Scott Mutter's evocative images are more than what people think of as ``trick photography.'' They grow out of darkroom trial and error or flashes of inspiration. In a phone conversation from his home in Chicago, Mr. Mutter explained what gives his montages their particular mystery.
ALWAYS on the edge of Mutter's works is an eerie, apocalyptical feeling. Human figures are few in his photographs, and when they appear, they are dwarfed by structures and reduced by machinery. This aura comes from Mutter's interest in the two forces that act upon human beings: the natural world and the world that humans have built around themselves.
At the same time, Mutter emphasizes that his quieter images, including the swan swimming in the stone floor and the magical parquet forest, show how man-made objects (the balustrade and the parquet floor) can echo the classical structure and beauty of nature (the swan and the trees). But with a slight twist on reality. Mutter achieves the element of surprise by melting the antithetical images together in a realistic way, so that the eye accepts what the head doubts.
One of Mutter's best-recognized montages is that of the man, the waves, and the escalator. He says that this picture, which he was at first reluctant to show because of its dark feeling, has a certain peculiar appeal to many people, especially male corporate executives.
``There's a person, an Everyman, he's walking ... and it looks like it's at the end of the world, the way a 15th-century sailor thought of the end of the world - falling over the edge. ... When you're getting up in the career ladder, you realize you're dispensable. You see the younger people coming up. You can't escape feeling that you are vulnerable, and to an extent you are alone.'' He goes on, ``And in the sense of the escalator, it works regardless of an individual's needs or hopes or demands. The system keeps running.''
Mutter seems intent upon reversing the dehumanizing effect of 9-to-5 jobs and utilitarian architecture. He is acutely aware of the structure and psychology of cities, particularly of his native Chicago.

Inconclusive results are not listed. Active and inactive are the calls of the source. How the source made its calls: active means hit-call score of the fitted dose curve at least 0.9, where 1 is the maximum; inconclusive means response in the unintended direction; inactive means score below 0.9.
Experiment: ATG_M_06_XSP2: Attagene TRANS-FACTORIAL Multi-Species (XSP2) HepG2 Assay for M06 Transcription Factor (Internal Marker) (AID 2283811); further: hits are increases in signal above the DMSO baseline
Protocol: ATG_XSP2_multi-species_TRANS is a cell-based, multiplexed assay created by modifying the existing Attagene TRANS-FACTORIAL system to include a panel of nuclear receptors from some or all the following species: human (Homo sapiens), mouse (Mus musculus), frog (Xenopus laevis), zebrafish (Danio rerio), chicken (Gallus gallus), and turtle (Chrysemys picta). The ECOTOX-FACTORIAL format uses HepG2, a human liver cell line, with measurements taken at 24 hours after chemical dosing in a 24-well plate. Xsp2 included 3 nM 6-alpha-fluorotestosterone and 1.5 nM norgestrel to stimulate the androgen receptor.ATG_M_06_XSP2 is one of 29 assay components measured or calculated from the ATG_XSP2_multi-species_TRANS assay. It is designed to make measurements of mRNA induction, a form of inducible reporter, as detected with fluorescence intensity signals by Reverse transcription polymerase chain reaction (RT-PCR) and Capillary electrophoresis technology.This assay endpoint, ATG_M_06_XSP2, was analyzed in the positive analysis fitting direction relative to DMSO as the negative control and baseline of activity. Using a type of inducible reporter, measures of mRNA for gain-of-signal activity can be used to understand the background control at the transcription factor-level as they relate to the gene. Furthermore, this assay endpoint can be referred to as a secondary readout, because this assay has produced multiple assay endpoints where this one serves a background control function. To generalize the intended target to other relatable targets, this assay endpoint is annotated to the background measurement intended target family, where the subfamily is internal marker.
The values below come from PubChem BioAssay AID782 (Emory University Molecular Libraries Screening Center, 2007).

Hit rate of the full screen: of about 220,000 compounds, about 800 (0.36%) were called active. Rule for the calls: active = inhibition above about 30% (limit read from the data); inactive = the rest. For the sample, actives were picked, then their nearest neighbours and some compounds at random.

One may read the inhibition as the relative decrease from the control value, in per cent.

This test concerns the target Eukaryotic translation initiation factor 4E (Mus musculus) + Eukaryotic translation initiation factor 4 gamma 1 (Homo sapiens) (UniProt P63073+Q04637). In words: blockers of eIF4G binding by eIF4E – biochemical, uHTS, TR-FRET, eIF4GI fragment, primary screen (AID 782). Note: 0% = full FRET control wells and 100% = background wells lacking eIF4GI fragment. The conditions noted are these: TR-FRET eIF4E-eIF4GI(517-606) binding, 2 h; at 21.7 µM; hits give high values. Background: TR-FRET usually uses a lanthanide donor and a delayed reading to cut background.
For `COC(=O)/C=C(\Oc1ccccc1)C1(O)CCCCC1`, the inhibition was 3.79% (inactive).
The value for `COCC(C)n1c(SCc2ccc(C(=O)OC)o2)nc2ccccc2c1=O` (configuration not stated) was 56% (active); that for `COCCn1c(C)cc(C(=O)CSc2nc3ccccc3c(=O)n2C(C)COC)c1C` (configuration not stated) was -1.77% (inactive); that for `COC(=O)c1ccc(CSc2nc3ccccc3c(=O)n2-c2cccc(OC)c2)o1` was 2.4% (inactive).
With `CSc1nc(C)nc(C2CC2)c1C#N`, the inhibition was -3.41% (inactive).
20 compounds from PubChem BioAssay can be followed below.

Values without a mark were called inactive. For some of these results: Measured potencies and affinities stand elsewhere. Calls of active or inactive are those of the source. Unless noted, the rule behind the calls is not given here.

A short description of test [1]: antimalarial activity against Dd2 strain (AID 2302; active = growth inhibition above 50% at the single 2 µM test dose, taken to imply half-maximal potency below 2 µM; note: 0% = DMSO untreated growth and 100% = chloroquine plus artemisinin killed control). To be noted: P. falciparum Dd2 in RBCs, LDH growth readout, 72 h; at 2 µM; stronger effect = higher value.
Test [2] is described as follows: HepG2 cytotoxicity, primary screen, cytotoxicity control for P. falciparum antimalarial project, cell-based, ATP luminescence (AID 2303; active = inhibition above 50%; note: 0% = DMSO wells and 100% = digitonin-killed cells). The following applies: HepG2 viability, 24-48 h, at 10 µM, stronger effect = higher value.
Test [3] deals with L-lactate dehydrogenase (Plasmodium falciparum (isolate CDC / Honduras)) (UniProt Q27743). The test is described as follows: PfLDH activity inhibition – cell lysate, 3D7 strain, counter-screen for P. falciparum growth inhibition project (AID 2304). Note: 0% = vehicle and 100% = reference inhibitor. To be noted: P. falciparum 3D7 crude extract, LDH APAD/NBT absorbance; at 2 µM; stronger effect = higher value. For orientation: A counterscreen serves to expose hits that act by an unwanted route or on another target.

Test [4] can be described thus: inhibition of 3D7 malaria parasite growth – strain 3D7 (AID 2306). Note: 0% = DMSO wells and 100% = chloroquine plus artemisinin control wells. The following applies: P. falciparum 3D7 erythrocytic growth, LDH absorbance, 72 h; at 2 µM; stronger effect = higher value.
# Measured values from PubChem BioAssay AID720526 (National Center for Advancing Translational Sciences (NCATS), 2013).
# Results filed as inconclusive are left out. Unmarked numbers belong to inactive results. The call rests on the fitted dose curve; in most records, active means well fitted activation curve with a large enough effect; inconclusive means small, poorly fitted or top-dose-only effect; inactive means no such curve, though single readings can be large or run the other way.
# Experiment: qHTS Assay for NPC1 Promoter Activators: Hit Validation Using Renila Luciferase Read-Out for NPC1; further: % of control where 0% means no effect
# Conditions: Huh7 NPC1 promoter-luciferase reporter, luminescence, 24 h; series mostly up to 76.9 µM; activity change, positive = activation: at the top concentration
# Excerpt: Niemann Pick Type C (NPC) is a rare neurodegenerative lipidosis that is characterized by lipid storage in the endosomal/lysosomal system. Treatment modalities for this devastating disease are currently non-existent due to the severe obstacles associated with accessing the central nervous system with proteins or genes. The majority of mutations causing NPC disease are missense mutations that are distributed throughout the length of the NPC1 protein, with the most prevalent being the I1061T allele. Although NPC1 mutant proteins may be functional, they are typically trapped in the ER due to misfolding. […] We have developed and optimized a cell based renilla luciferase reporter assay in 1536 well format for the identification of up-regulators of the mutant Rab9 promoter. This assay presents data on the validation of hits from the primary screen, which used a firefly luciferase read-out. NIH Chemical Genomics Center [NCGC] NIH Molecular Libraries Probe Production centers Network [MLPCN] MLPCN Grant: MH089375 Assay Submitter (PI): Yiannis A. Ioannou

He says of the buildings in the lower photograph at left, ``Think of all of those people, in all of those offices at different stages of their lives. You can't see in the windows, but life is lived out there.''
In this montage he has deftly combined office towers on South Michigan Avenue - including the back of the Art Institute of Chicago - with a South Side sculpture by Laredo Taft called ``Fountain of Time.''
HE describes the picture as an attempt to change the ordinary starkness of office buildings into something more fantastic. As a child growing up on the South Side, he walked past the sculptural figures many times, and as he grew up, they grew in his imagination.
``[It's like] going back to being a kid; we want to find the caves and tunnels ... and yet for economic and structural reasons, we consistently violate our fascination with space by building it in a more functional way.''
Mutter has made a career out of his fascination with space. His photography work began in 1974, when he was 30 years old, after he took filmmaking and still photography courses at the University of Illinois, Urbana. As his experimentation in the darkroom increased, the montages became metaphors for statements he wanted to make about life, culture, and religion.
Mutter's process of making photomontages is far from simple. He says that there is no set of rules or system for his creating. Sometimes, in the modest home studio he works out of, he gets an interesting idea for a space, then he goes out and shoots pictures. Sometimes he'll find one of them fits with another photo and sometimes it doesn't. Or he'll be tinkering in the darkroom with one image and an idea will strike him. But mostly, he says, it's trial and error.
Mutter's works have won numerous awards, been featured in various trade magazines, and are included in museum and corporate collections. His photomontages can be seen at J.J. Brookings in San Jose, Calif., and at the Printworks Gallery in Chicago.